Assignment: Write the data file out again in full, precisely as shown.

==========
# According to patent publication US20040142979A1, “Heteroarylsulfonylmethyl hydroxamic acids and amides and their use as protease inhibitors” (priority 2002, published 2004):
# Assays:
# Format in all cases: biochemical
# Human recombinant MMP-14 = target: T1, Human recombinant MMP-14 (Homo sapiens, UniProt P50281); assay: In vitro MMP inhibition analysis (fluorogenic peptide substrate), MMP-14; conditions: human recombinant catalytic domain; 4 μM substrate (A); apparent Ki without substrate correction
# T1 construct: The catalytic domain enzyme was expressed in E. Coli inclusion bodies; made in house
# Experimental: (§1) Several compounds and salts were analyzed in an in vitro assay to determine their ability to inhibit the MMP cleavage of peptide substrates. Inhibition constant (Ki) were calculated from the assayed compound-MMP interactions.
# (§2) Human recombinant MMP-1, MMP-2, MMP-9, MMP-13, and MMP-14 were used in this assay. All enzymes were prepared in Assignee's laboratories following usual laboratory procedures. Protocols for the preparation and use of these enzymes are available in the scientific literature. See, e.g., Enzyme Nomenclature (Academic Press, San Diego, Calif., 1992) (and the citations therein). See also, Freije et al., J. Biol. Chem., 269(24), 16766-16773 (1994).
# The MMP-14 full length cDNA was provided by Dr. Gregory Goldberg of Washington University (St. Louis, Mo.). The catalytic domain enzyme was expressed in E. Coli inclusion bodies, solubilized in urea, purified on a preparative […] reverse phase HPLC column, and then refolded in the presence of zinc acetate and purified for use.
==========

# According to patent publication US20040142979A1, “Heteroarylsulfonylmethyl hydroxamic acids and amides and their use as protease inhibitors” (priority 2002, published 2004):
# Assays:
# Format in all cases: biochemical
# Human recombinant MMP-14 = target: T1, Human recombinant MMP-14 (Homo sapiens, UniProt P50281); assay: In vitro MMP inhibition analysis (fluorogenic peptide substrate), MMP-14; conditions: human recombinant catalytic domain; 4 μM substrate (A); apparent Ki without substrate correction
# T1 construct: The catalytic domain enzyme was expressed in E. Coli inclusion bodies; made in house
# Experimental: (§1) Several compounds and salts were analyzed in an in vitro assay to determine their ability to inhibit the MMP cleavage of peptide substrates. Inhibition constant (Ki) were calculated from the assayed compound-MMP interactions.
# (§2) Human recombinant MMP-1, MMP-2, MMP-9, MMP-13, and MMP-14 were used in this assay. All enzymes were prepared in Assignee's laboratories following usual laboratory procedures. Protocols for the preparation and use of these enzymes are available in the scientific literature. See, e.g., Enzyme Nomenclature (Academic Press, San Diego, Calif., 1992) (and the citations therein). See also, Freije et al., J. Biol. Chem., 269(24), 16766-16773 (1994).
# The MMP-14 full length cDNA was provided by Dr. Gregory Goldberg of Washington University (St. Louis, Mo.). The catalytic domain enzyme was expressed in E. Coli inclusion bodies, solubilized in urea, purified on a preparative […] reverse phase HPLC column, and then refolded in the presence of zinc acetate and purified for use.